Canadian researchers investigating vitamin C as sepsis treatment

TORONTO — On New Year’s Day, a 24-year-old woman from Manitoba fell sick with the flu. Five days later, Joanne Ens died of sepsis — a condition that new analysis suggests is involved in one-in-five deaths worldwide.

“They had her in the back and they were trying to treat (her), but unfortunately she was in septic shock and she passed away that morning,” her husband, Dustin Ens, told CTV Winnipeg.

Sepsis is a life-threatening immune response that occurs when the body’s reaction to infection begins to damage its own tissue. Sepsis has been linked to a variety of health problems, including lung infections, urinary tract infections and is most common in bacterial infections.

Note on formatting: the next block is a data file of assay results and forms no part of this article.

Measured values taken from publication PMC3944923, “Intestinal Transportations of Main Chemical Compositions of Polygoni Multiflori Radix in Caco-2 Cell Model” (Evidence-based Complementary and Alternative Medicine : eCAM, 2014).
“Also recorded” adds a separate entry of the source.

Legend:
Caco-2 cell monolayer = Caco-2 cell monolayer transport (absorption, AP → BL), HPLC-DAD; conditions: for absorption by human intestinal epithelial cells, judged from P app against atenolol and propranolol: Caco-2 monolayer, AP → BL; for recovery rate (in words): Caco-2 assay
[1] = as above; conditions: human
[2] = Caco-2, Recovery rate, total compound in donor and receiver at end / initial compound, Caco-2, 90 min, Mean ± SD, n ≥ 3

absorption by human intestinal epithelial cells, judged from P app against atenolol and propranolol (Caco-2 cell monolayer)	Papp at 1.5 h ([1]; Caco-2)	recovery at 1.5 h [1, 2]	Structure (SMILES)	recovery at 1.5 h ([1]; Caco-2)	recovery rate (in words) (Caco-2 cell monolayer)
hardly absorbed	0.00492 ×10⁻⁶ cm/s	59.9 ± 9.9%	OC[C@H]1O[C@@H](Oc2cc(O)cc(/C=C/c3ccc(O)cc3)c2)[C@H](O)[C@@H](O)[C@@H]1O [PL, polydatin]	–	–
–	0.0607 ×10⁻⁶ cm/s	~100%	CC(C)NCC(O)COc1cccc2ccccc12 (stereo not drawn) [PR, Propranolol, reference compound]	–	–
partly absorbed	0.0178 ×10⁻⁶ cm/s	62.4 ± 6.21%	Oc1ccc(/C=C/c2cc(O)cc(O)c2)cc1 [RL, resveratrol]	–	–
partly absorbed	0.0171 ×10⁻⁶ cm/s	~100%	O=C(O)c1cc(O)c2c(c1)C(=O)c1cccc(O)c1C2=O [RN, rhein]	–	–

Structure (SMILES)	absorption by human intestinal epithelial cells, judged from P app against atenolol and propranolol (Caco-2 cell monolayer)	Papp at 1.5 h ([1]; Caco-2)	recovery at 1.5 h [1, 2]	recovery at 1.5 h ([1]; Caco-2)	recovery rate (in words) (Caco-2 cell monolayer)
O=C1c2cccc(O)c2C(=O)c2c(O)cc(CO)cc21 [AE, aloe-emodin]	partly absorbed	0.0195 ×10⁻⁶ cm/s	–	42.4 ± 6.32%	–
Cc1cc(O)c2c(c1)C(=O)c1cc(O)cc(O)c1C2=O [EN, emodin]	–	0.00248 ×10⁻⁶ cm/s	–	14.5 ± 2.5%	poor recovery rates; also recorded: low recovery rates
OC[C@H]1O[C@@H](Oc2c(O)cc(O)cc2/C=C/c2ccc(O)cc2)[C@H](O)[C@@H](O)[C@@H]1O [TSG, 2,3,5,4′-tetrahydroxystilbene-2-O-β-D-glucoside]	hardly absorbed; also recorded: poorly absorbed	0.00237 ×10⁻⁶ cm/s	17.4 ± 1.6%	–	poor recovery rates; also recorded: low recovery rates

In Canada, an estimated 30,000 deaths per year have been linked to sepsis.

New analysis published Thursday in The Lancet suggests sepsis is implicated in 20 per cent of deaths worldwide and is twice as prevalent as previously believed. In 2017, 11 million people worldwide died in connection with sepsis.

“It’s both quite common and deadly, and even when patients survive, they….are left with long-term effects,” Dr. François Lamontagne, a research professor at the Université de Sherbrooke, told CTV News.

But a team of Canadian doctors is trying to change those odds and improve survival by investigating the potential of Vitamin C infusions to protect the body from sepsis. The theory is that vitamin C could help protect organs and blood vessels that become vulnerable following the onset of sepsis.

“I feel excited and enthused by the prospect that this could be potentially life-saving therapy,” said Dr. Lamontagne. “If it is beneficial, it’s probably less expensive than a lot of the other treatments we administer.”